For the amount that a turbocharger can increase your vehicle’s horsepower, it’s remarkably simple.
A turbocharger takes your exhaust and forces it through an air compressor. Once compressed, the air is fed back into the cylinder. All of that extra air means more fuel can burn—which creates more power.
While a turbo generates extra horsepower, it can also create more headaches. The extra components present additional opportunities for breakage all over the vehicle. If you believe your car may have been sold to you with a defect, reach out to us at 833.4.CARLAW for a free consultation and we will investigate the problem on your behalf.
Symptoms of Turbo Problems
If your vehicle has any of the following symptoms, you may need to roll into your dealership for a tune-up:
- The vehicle’s check engine light is on. When the turbo fails, it may trip the computer, which will illuminate the check engine light.
- Increased oil consumption. If your oil light turns or your dipstick is low, your turbo may have a leak.
- Exhaust smoke increases or turns colors. A broken turbo can both increase the amount of exhaust behind your car and change its color, often to a black smoke.
- Loud noises. If you hear something like a police siren coming from under the hood, it may be a loose pipe or fan blade inside the turbo.
- Decreased acceleration. When your turbo’s activated, you should feel extra pull when moving forward. If you feel a sudden decrease in power, your turbo may be the cause.
- Your boost gauge shows a lower reading. Your turbocharged vehicle may have a gauge on the dashboard to indicate how much extra power it’s generating. If this gauge isn’t reading like it used to, you should have your turbo examined.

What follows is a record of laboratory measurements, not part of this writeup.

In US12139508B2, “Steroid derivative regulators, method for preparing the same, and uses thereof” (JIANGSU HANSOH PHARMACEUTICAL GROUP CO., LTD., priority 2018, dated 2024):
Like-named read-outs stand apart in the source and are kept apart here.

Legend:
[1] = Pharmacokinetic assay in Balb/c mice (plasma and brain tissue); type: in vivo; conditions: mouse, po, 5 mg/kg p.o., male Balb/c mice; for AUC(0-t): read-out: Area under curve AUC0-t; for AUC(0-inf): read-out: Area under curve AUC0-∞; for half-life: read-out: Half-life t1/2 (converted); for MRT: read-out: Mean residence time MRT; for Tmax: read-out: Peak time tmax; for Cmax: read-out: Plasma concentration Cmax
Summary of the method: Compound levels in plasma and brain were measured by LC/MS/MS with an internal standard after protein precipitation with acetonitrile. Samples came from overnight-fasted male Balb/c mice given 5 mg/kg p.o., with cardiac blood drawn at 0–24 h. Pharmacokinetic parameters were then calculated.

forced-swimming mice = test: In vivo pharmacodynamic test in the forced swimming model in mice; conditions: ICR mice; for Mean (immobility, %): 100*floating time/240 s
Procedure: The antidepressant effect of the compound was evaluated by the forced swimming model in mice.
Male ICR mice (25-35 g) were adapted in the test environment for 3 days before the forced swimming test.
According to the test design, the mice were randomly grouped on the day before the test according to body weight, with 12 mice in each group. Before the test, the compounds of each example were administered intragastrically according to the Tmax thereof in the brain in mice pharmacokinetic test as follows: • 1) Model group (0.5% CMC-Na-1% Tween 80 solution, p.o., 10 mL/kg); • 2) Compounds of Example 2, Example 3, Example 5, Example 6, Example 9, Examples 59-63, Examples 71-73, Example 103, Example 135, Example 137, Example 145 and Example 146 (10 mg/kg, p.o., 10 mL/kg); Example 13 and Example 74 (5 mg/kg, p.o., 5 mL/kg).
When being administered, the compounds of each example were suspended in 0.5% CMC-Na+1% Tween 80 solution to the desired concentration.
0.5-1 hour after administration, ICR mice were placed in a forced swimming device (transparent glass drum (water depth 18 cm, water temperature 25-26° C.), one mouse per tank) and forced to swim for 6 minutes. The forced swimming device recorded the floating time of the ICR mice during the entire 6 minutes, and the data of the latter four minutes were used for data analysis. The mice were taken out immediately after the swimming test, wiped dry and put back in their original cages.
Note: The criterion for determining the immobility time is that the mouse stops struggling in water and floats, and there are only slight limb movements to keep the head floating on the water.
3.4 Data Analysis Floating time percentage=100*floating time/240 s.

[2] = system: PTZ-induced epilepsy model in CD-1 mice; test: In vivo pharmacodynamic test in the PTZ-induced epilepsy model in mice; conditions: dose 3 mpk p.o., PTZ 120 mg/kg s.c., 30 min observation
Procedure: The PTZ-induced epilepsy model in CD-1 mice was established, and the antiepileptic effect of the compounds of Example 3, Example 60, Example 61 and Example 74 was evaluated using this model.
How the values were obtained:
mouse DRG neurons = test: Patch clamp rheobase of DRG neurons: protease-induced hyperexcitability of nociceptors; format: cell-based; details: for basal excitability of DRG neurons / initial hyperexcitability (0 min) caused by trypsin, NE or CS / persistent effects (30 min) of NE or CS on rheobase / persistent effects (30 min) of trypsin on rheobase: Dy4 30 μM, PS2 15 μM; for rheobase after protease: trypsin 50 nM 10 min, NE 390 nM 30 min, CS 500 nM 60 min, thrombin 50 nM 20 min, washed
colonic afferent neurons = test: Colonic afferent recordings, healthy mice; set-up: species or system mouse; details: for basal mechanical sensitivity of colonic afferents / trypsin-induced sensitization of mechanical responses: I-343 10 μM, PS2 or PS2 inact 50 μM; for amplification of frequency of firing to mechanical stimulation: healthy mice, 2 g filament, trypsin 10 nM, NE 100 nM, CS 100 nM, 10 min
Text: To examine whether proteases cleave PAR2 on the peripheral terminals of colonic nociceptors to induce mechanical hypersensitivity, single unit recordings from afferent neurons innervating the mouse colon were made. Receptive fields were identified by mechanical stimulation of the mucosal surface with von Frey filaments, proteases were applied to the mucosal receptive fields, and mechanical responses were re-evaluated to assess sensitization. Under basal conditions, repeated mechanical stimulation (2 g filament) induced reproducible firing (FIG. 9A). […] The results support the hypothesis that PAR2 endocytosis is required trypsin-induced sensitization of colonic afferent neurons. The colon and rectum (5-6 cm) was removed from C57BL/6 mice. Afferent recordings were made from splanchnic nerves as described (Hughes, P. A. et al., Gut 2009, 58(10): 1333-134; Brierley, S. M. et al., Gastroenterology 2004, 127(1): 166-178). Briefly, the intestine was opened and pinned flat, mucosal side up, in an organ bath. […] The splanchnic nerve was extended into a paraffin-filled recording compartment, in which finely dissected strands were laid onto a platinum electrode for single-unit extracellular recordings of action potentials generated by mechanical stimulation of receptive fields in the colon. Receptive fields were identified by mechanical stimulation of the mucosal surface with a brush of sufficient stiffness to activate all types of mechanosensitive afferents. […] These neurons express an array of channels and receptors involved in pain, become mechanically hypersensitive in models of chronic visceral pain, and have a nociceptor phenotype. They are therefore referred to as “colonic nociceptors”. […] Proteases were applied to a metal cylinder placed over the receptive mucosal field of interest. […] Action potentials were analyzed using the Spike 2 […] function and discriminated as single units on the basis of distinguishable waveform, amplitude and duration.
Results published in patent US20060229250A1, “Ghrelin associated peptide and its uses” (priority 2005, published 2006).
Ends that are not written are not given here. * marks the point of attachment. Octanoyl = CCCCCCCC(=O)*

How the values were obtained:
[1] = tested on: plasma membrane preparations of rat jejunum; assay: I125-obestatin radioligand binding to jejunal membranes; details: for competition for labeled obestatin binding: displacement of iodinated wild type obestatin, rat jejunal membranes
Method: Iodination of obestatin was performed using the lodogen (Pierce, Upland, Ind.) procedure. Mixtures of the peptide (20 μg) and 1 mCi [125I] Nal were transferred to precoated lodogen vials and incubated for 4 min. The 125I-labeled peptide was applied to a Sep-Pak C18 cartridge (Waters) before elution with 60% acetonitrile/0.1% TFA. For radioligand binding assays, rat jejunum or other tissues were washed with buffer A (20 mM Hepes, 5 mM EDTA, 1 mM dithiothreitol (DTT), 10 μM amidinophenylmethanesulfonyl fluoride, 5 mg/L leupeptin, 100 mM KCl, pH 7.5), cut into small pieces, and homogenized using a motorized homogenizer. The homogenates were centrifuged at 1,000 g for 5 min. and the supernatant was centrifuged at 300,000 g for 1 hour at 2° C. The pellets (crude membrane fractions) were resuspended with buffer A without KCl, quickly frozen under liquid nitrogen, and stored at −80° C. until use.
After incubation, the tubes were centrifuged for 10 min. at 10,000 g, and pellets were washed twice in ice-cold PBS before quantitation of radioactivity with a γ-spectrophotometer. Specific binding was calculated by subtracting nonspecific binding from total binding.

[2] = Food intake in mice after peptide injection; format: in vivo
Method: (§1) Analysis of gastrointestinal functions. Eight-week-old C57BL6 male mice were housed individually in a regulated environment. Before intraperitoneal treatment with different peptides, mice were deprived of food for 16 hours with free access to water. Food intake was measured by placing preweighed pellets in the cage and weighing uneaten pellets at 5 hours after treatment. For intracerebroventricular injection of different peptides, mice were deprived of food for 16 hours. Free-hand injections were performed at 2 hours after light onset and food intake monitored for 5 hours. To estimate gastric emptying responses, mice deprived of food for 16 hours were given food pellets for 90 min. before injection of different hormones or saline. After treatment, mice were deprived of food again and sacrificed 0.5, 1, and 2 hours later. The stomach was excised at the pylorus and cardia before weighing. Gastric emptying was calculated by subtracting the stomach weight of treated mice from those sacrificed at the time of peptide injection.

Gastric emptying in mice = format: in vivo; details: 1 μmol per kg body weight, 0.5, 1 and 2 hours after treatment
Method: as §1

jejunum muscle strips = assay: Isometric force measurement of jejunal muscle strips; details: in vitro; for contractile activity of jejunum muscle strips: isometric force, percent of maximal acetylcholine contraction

Turbo Problems: Causes and Solutions
Resolving your turbo issues may require a few different avenues—all depending on what the actual problem is. Here are a few starting points for you and your dealer:
Cracks and Bad Seals
Your turbo generates compressed air, so it’s crucial that all pipes and tubing connected to it are sealed properly, otherwise the resulting leak will interfere with efficiency.
Solution: Check the pipes and tubes connected to the turbo. Replace any that are defective.
Low Oil Quality
Dirty oil creates carbon deposits that enter the turbocharger and reduce the power it generates. In addition, oil can pick up tiny pieces of the engine as it deteriorates. These particles can enter the turbocharger and cause real damage.
Solution: Change your oil and oil filter on a regular basis.
Shocking the Turbocharger
Just as you need to cool down after a hard workout at the gym, your turbocharger needs to cool down after a long drive. If you turn the car off as soon as you park, the turbocharger will receive less oil, which causes extra stress.
Solution: After parking, allow your engine to idle for an extra minute before turning off the car.
As you drive, stones, sticks, and leaves may kick up underneath your vehicle. If any enter the turbo, they can damage the blades inside. Doing so reduces the turbocharger’s efficiency.
Solution: Avoid excessive debris on the road, and choose routes that are generally cleaner.
Quick Legal Assistance for Turbo Issues
If your vehicle has repeated turbo issues, you may have been sold a lemon. Trust the offices of Robison Lemon Law Group for assistance. We can help you navigate both the Magnuson-Moss Warranty Act and state lemon laws to ensure you receive the justice you deserve.